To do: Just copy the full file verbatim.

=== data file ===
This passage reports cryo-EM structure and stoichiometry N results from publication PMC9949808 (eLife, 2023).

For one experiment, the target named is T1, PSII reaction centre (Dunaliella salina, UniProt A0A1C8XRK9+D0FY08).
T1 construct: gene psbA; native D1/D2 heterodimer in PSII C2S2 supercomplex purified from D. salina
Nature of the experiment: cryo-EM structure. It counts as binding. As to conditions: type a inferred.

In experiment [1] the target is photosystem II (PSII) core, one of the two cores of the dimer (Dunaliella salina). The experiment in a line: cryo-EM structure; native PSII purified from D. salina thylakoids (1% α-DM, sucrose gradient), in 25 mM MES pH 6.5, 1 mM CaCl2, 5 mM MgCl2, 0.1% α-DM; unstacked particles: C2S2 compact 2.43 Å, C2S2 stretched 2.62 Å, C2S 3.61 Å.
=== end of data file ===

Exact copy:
This passage reports cryo-EM structure and stoichiometry N results from publication PMC9949808 (eLife, 2023).

For one experiment, the target named is T1, PSII reaction centre (Dunaliella salina, UniProt A0A1C8XRK9+D0FY08).
T1 construct: gene psbA; native D1/D2 heterodimer in PSII C2S2 supercomplex purified from D. salina
Nature of the experiment: cryo-EM structure. It counts as binding. As to conditions: type a inferred.

In experiment [1] the target is photosystem II (PSII) core, one of the two cores of the dimer (Dunaliella salina). The experiment in a line: cryo-EM structure; native PSII purified from D. salina thylakoids (1% α-DM, sucrose gradient), in 25 mM MES pH 6.5, 1 mM CaCl2, 5 mM MgCl2, 0.1% α-DM; unstacked particles: C2S2 compact 2.43 Å, C2S2 stretched 2.62 Å, C2S 3.61 Å.